The Broadcast / The Road To Nowhere

The Road To Nowhere

Remote deserts. Crystal clear waters. Empty sand-bottom point breaks, reeling hundreds of metres across the bay… Many of us dream of setting out on an off-grid surf adventure, but actually doing so is another matter. Fresh from a trip into the remoteness of the Baja peninsula, Beth Leighfield recounts a tale of washboard roads, nomadic surf communities and days spent surfing without seeing another soul.


4 min read

Written by Beth Leighfield

Images by Beth Leighfield & Paul Bertrand

We began planning our adventure through Baja early last summer. We had just graduated from university and emerged into the post-graduation, what-do-we-do-with-our-life-now stage. Fresh out of lockdown and with no jobs lined up, the attraction of a remote surf adventure proved too powerful to resist. As cliché as it may sound, our motivation for the trip lay around the discovery of perfect uncrowded waves. On reflection, I now see that we discovered much more. A desire to simplify living, returning to our primal state of needs over wants with an embedded connection to nature.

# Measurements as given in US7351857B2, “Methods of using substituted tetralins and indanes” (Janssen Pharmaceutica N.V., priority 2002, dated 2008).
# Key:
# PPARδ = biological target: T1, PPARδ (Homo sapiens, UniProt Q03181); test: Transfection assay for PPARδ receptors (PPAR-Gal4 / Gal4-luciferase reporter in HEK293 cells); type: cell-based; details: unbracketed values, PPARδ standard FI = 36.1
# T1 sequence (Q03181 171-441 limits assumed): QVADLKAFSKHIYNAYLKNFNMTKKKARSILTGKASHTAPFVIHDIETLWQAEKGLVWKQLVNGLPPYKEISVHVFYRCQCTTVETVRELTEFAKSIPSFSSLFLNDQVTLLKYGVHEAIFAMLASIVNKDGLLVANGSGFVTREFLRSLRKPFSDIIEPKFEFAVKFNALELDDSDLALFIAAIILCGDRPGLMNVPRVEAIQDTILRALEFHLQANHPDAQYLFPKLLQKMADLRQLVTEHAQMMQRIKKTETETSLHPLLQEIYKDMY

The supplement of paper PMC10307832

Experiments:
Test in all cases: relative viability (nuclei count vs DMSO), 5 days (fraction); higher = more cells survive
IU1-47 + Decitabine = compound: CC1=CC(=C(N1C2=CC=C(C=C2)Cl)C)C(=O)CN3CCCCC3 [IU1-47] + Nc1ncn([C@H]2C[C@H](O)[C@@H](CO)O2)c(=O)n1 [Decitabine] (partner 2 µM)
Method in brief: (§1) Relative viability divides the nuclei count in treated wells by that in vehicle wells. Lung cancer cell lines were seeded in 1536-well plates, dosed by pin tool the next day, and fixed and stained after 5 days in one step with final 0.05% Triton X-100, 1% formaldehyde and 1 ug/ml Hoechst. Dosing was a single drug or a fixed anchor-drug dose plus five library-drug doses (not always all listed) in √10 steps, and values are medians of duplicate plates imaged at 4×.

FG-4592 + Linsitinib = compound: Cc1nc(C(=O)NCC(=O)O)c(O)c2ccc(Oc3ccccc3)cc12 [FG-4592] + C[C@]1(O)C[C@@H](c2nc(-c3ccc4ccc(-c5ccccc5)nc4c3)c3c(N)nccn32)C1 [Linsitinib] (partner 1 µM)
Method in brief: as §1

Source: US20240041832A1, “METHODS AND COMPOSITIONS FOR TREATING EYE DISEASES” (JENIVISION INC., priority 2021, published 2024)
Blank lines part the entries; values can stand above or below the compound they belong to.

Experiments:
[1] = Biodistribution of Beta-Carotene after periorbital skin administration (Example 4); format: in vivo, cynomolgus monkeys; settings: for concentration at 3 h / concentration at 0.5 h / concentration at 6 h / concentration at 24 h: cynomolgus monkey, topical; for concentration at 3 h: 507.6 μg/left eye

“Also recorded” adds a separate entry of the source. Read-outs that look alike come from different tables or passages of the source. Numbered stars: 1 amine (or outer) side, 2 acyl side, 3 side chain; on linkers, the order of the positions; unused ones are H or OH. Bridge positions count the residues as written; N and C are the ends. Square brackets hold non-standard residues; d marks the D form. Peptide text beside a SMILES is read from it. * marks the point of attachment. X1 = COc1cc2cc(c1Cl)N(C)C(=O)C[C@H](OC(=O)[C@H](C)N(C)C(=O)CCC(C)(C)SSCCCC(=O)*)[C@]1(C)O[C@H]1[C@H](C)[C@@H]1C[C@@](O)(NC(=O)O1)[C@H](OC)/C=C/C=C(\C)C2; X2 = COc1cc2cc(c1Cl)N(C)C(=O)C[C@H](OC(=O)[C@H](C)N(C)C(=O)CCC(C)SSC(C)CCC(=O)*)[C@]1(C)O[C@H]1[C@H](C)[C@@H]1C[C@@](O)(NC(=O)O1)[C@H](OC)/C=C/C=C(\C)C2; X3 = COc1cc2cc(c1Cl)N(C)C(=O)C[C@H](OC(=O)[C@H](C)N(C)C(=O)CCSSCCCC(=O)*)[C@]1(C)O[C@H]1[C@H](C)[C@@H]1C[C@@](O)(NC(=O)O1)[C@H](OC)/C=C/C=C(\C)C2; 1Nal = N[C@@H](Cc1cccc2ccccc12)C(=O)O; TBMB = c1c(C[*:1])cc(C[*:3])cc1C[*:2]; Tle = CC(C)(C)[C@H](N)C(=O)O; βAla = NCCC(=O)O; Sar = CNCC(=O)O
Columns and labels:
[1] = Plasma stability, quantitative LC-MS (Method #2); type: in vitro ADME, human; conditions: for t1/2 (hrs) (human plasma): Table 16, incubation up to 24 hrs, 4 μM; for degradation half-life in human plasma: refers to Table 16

Baja California is a 1000-mile-long peninsula, located just off mainland Mexico. Famed for its secluded right hand point breaks, located hours from civilisation, the landscape is a rugged mixture of desert, sierras, and canyons. From our research, a robust and reliable rig, capable of managing some pretty tough off-roading, is a must if you want to be able to access some of the most remote surf spots in Baja.